Testimony on the State of the Media

In a recent post you might remember me pointing to the words of The Wire creator and former Baltimore journalist David Simon as he was interviewed on Bill Moyer’s program.  You might also remember that I’m a huge, let’s be honest, FAN, of Simon as I find the Wire to be one imperfect and completely accurate mirror of how our society and our world functions.

So it might come as a surprise and certainly ironic when I tell you I hated David Simon’s testimony before US Congress during the recent session on the state of the media industry. Hmm, saying I hated it is kind of silly, the basic fact is that based on Simon’s words before congress, I don’t agree and would argue some of his statements/facts.

I actually plan to develop my response further, possibly putting it out as a video entry, but for now I wanted to begin to break-down what problem I have with Simon’s words and to properly lay out my own responses.

So here’s about the moment where one of my hero’s of television writing lost me:

High end journalism is dying in America, and unless a new economic model is achieved it will not be reborn on the Web, or anywhere else. The Internet is a marvelous tool, and clearly it is the information delivery system of our future. But thus far it does not deliver much first generation reporting. Instead, it leeches that reporting from mainstream news publications whereupon aggregating websites and bloggers contribute little more than repetition, commentary and froth.

That high end journalism is dying, no one can argue. At least when it comes to the kind of high end journalism that was carried out by investigative reporters who were paid a professional wage and kept on staff at respected newspapers.

First generation reporting. Now here it is my turn to testify. If by first generation reporting, we mean first hand gathering of facts and persuit of information on a topic or theme, then we have lots of it on the internet. YES, we do. I can generate a list right now, but I’d rather continue with this statement.  The type of first generation reporting delivered by the internet is not being produced by the same people who used to; the big name newspaper, the media corporation, the full time on staff journalist; these are not necessarily the producers anymore.  The producers of today’s internet first-generation reporting, you’ve probably never heard of. It isn’t necessarily your fault, as their content is buried in the search engine among the mountains of other people and information out there. These producers are often, though not always, part-timers, splitting the time they take for content creation and investigation, with side jobs that help fund their journalism.  These producers aren’t from the traditional schools and institutions of journalism; they may have never set foot in the halls of a prestigous newspaper. They may not have even majored in journalism at university.  It is even possible that they are the type of writers that don’t capitalize or use punctuation as perfectly as their journalistic ancestors.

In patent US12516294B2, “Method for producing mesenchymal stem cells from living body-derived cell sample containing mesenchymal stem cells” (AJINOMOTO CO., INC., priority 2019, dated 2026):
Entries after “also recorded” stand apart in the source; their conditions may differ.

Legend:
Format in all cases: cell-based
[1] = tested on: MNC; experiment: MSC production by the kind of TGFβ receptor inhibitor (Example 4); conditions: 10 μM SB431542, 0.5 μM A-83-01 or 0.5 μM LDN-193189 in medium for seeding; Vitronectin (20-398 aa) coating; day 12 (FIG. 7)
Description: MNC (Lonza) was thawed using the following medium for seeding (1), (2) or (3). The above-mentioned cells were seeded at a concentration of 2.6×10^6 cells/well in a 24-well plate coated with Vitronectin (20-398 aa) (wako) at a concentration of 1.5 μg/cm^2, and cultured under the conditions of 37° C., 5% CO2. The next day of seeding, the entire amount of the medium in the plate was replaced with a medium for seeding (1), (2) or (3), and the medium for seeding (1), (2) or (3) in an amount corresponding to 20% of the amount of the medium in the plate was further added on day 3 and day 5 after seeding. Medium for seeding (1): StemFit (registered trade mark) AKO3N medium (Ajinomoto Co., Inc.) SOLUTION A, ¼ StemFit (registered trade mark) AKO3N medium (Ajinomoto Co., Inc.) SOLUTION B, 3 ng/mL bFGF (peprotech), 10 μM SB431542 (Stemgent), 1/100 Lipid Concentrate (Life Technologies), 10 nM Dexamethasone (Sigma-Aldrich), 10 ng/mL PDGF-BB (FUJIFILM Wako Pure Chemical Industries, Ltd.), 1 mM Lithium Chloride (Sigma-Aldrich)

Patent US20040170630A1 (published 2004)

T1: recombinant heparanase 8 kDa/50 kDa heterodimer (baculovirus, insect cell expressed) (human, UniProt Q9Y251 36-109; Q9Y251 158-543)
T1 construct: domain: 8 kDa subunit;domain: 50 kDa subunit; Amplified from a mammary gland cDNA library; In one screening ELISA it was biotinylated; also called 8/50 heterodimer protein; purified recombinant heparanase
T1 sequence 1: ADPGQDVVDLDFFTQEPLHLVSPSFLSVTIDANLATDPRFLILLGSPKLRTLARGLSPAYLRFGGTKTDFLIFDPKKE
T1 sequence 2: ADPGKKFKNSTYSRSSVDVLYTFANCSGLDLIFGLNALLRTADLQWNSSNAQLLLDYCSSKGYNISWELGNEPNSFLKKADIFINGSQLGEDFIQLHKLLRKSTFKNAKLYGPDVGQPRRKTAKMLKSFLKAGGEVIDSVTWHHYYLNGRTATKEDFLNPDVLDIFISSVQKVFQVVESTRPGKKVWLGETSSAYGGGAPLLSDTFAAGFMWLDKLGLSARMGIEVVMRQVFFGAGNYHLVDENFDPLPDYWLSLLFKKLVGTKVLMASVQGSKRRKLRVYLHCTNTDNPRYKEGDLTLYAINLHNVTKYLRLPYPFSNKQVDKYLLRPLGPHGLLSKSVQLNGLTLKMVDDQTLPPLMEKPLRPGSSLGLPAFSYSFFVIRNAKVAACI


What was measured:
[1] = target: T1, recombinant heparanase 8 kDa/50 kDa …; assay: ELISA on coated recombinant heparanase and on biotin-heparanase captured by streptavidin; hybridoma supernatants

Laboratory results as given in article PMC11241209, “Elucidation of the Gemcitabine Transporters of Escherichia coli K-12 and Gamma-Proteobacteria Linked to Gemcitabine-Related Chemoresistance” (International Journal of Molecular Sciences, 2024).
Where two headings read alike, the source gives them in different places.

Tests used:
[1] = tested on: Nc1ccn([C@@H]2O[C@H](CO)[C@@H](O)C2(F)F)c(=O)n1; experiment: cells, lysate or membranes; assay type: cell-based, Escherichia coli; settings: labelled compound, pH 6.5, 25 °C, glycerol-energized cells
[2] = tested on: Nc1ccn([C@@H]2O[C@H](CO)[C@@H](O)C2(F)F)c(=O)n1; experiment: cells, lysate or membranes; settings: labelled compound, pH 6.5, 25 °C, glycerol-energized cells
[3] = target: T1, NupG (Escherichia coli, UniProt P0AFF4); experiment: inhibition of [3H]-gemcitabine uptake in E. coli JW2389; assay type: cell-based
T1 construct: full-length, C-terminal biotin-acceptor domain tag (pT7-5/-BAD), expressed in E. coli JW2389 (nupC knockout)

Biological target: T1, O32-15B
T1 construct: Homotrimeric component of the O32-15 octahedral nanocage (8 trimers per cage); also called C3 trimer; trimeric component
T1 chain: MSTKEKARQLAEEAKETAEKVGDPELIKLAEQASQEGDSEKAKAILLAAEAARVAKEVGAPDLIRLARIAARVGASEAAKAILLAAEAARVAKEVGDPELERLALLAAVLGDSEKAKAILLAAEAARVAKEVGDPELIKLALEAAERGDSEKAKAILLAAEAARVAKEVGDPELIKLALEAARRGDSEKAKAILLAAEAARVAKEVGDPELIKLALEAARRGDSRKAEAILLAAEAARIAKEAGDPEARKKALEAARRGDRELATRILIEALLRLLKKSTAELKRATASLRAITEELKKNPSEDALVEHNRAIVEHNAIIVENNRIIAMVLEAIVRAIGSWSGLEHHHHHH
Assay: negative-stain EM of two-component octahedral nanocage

But there commitment can be just as great, no, even greater then that of those who once had cushy work contracts and health insurance plans.  Their passion for seeking the truth and being crtical of power is as strong as any journalists that came before them.  Again, that passion, it could be argued, probably has to be stronger as there is no promise of a paycheck or the glory that traditional journalists could count on.

But again, you wouldn’t have heard about them.  They are in Baghdad, in Nairobi, in Moscow and beyond. They may not do things in the style or method you see as “best practices for journalism” but their goal is the same. Their method for delivery is the internet, and they’re out there working as you read this.